Here's one of those only-in-Oakland stories we get every so often. State administrator Vincent Matthews, who more or less runs the Oakland schools under the terms of the 2003 state bailout, has put a new property tax measure on the November ballot. If it passes, homeowners would pay $120 a year to raise $10 million for district teacher salaries. But everyone else connected with the schools seems to hate the idea.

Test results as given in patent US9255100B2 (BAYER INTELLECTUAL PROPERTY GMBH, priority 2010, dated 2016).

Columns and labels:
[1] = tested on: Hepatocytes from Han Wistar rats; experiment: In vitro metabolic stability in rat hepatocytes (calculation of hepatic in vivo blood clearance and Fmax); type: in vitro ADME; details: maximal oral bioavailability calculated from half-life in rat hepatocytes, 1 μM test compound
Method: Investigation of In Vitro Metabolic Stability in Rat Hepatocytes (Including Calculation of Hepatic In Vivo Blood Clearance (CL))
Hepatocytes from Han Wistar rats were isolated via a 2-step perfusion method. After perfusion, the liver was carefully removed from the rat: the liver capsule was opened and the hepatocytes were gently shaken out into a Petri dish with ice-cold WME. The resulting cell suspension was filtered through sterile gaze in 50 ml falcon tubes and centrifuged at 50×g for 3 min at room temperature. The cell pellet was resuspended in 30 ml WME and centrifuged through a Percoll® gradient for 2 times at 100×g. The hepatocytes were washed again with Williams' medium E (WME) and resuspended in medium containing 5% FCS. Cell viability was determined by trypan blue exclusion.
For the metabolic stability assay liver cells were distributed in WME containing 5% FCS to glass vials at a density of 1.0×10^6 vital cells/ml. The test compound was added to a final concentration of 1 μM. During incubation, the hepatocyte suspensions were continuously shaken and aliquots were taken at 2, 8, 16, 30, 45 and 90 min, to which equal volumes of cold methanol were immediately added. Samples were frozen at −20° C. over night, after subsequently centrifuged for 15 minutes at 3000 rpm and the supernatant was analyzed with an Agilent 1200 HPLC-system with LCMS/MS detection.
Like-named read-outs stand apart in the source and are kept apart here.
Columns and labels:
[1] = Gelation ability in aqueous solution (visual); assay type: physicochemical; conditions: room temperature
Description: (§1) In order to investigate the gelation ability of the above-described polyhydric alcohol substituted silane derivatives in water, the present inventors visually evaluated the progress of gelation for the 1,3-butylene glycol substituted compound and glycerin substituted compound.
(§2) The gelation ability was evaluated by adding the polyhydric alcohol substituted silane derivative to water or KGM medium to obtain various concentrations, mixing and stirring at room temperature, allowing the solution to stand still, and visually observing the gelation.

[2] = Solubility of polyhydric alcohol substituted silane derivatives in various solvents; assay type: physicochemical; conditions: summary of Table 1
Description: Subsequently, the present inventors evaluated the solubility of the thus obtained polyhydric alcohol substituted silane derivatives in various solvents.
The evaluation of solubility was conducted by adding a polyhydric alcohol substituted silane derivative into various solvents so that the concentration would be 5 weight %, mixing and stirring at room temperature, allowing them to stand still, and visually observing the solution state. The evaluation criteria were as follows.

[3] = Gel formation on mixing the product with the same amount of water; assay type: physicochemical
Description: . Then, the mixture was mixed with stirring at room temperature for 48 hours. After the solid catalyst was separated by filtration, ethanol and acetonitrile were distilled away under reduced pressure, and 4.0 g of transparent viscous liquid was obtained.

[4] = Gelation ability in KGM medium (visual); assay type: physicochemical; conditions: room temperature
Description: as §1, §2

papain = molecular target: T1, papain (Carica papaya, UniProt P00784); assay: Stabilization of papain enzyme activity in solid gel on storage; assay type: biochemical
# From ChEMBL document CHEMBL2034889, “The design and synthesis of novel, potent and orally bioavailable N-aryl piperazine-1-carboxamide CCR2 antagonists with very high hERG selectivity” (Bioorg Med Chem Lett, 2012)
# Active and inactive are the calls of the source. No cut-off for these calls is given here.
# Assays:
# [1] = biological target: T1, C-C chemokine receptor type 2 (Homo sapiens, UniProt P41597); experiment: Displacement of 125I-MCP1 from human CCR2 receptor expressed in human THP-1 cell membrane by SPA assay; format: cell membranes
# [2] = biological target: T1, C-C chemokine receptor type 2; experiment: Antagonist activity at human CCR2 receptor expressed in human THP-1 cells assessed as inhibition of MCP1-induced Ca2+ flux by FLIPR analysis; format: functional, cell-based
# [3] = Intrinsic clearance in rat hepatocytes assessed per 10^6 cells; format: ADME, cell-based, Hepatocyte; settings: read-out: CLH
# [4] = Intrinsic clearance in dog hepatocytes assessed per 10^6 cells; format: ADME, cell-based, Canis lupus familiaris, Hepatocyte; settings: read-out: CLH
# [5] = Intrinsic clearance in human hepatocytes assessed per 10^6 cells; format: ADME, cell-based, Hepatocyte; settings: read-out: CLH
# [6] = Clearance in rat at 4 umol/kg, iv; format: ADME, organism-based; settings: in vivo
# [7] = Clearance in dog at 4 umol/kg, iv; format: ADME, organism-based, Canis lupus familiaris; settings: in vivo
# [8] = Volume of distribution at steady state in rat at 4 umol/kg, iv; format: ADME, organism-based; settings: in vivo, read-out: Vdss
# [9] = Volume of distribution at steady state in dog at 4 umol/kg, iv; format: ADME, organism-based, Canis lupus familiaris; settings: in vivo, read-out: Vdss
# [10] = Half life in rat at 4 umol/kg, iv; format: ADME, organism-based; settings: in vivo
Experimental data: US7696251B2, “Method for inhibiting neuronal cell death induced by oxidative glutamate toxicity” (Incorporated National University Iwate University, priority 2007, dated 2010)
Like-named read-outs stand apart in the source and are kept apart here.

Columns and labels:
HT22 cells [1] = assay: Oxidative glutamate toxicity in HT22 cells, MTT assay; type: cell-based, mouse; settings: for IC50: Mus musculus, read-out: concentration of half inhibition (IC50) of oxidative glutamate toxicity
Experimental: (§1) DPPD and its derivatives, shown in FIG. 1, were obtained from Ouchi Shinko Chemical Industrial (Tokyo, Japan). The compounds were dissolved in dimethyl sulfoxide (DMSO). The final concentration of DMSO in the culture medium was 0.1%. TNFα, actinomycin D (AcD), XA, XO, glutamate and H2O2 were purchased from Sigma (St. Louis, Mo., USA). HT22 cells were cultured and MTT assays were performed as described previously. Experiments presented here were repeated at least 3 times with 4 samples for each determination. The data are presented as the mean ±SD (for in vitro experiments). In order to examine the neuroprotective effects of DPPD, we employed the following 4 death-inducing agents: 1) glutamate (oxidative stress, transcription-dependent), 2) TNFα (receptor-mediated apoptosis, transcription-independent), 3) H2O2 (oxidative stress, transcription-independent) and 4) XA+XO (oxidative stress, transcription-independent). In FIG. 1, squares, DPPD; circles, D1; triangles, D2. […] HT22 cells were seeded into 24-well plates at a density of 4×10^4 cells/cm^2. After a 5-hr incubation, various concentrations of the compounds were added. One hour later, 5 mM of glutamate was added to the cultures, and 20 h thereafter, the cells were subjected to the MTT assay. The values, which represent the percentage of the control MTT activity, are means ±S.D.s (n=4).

Both the largely powerless school board and leaders of the Oakland teachers union have criticized the proposal for a variety of reasons. According to the Trib, the measure would fund salaries for charter school teachers, and you know the union doesn't like that. Union leaders also want business owners to pay a greater share of the tax, and school board members worry that the voters will be feeling too burned out on new property taxes to take another bite at the apple. But one of the main problems, it seems, is Matthews' unilateral decision to plop this bad boy on the ballot without consulting the board or any local stakeholders. Is he an arrogant jerk with a tin ear for what will fly in the district? Are school board members just feeling snotty because he didn't kiss their rings before proceeding? Could it be a little of both? You decide, as always. But it's pretty rich to see school board member David Kakishiba, who's been pushing the aggravating and foolish Kids First initiative all over town, quoted in the Trib denouncing "reckless fiscal behavior." Tell it to the judge, David.